In October, asking prices for homes in London fell 2 per cent from a year ago, according to a report by Rightmove plc. Rightmove is Britain's most-used property website.

London was overtaken by Monaco as the world's most expensive location for luxury homes in the second quarter as banks slash jobs and the prospect of lower bonuses discouraged buyers. Average prices for houses and apartments in London's nine most expensive neighbourhoods fell for the first time in five years in August, an index compiled by Knight Frank showed.

Banks may cut 62,000 jobs in London by the end of 2009, reducing employment in the industry to the lowest level in more than a decade as the credit crisis worsens, the Centre for Economics and Business Research said in an Oct 13 report. Bonuses for this year will probably slump by 60 per cent to &pound3.6 billion, the CEBR estimates.

HSBC Holdings plc, Europe's largest bank by market value, is cutting about 550 UK jobs and Zurich-based UBS AG said on Oct 1 it would eliminate 2,000 positions from the European investment banking unit.

Banking and financial services in London account for about a fifth of the city's economy and employ 7 per cent of the workforce. London's financial-services industry contributed more than 4 per cent to the UK's &pound1.3 trillion economy, research firm Oxford Economics estimates.

'The industry drives a lot of the general economic well-being of London,' said John Forbes, head of UK real estate at PricewaterhouseCoopers LLP. 'If business volumes are substantially down and firms are reducing headcount, that has a knock-on effect right across the board.'

Lenders now won't issue a mortgage of more than 79 per cent of the value of the property, compared with 90 per cent a year ago, according to personal finance website Moneyfacts. The number of available mortgages has sunk to 3,123 from 15,599 at the peak of the market in July 2007.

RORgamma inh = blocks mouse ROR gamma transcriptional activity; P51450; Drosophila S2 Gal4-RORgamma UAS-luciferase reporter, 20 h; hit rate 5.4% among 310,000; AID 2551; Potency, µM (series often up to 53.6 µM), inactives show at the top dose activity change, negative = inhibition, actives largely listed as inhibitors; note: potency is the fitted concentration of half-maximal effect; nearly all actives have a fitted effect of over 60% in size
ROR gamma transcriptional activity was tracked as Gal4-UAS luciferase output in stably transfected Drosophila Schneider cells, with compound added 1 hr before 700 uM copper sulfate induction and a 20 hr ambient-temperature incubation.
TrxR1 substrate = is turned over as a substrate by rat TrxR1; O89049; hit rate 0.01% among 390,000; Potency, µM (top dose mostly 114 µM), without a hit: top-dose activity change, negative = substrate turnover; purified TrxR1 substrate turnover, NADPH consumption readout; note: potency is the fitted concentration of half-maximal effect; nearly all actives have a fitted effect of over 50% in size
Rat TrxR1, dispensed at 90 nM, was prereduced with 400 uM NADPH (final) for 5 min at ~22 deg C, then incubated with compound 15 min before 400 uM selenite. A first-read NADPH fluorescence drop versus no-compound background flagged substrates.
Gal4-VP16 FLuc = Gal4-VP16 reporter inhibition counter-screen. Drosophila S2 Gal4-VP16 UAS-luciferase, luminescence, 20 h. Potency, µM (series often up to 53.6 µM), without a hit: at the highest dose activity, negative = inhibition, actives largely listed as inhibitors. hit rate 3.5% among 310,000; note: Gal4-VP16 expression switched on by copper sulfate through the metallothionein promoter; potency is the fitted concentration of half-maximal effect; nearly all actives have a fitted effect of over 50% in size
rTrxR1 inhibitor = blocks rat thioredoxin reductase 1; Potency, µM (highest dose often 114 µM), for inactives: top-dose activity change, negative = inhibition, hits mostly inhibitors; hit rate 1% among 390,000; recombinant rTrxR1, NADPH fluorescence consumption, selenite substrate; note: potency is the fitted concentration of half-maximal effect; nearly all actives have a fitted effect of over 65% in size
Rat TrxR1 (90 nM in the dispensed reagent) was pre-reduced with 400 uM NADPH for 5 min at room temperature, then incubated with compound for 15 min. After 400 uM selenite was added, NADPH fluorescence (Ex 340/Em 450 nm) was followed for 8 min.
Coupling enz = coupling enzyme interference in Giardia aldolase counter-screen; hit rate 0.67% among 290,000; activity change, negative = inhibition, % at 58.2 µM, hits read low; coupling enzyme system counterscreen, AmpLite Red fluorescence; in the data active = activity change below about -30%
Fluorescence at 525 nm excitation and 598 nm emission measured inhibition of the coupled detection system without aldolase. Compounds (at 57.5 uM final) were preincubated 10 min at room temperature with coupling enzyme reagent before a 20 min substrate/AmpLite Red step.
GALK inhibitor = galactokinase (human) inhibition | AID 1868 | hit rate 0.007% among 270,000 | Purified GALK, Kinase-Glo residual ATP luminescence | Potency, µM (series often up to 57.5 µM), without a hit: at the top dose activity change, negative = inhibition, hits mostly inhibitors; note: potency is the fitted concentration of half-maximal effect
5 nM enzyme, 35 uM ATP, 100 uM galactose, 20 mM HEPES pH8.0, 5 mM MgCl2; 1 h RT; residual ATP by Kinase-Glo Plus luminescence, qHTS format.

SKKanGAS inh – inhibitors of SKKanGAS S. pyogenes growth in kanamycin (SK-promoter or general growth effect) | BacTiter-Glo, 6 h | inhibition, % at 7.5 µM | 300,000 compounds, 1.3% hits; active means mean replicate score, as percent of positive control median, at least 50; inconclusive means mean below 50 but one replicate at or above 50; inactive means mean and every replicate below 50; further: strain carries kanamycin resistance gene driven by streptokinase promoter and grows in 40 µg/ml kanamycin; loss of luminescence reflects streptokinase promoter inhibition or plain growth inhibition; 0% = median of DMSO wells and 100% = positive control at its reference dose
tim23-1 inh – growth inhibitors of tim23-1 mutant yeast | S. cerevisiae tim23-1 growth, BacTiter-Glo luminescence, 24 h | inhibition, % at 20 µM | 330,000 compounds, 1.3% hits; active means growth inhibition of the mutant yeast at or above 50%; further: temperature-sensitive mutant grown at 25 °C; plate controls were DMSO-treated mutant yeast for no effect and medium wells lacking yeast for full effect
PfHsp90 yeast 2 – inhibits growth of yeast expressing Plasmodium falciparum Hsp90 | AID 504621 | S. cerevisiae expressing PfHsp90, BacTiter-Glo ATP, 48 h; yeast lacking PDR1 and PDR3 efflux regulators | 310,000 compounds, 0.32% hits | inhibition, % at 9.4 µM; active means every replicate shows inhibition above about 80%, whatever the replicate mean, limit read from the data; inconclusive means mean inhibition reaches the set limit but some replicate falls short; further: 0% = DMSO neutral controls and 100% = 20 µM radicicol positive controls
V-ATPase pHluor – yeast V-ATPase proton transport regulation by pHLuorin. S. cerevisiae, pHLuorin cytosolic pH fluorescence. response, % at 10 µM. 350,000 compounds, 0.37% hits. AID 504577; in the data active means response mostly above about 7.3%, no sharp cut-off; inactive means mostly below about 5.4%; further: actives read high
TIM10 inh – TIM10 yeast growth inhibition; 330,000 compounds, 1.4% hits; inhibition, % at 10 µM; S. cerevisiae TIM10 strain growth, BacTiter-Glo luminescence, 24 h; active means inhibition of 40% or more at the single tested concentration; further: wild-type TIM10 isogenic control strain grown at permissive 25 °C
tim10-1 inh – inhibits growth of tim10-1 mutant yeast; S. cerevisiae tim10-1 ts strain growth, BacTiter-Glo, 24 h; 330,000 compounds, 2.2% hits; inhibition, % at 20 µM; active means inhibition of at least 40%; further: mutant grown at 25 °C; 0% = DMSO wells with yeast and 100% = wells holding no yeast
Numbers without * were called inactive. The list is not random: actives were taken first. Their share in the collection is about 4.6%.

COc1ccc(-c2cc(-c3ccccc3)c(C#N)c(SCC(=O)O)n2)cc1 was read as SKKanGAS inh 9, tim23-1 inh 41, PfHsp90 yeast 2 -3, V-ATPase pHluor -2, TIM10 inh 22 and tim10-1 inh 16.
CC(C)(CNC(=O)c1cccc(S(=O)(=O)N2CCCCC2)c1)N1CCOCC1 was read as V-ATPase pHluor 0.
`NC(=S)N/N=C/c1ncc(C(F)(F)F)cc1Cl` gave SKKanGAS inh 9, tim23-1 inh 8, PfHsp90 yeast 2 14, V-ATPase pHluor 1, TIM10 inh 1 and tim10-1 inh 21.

The housing market needs to get worse to end the stalemate between sellers and buyers over price, said brokers covering south-west London, where values jumped fourfold since 1997 on demand from finance professionals priced out of Chelsea and Kensington.

'People are going to start distress sales, but we're not there yet,' said Simon Albertini, managing director of Friend & Falcke, a broker with offices in Clapham, Barnes and Fulham.

Pressure is already mounting as owners rent out their homes while holding out for a better price, creating a glut that has begun to depress rents across London, according to a survey of brokers by the Royal Institution of Chartered Surveyors.

'Maybe it takes four, five or six years for the market to bounce back,' said George Franks, area director for Douglas & Gordon in Battersea. 'Are the people who say they're going to rent out their homes prepared to be a landlord for that long?' Gregory Besterman, a broker in south-west London for 27 years who runs Fulham-based Sullivan Thomas, estimates the busy rental market shows there is 'two years of pent-up demand' from potential buyers.

'As ever, London is first to fall and first to recover,' said Jeff Doble, managing director of Dexters, a broker specialising in Putney, Chiswick and Richmond. 'Demand for property in London's suburbs is relentless and, regardless of the financial sector's woes, by 2012 prices will have recovered lost ground.' If the UK government's &pound500 billion package, presented on Oct 8, fails to revive mortgage-lending in time, Oliver Fisk and his partner may find themselves back where they were a year ago.

'It got to the point we thought we had to get on the ladder and buy a pokey flat for a ridiculous multiple so we can start thinking about starting a family,' he said. -- Bloomberg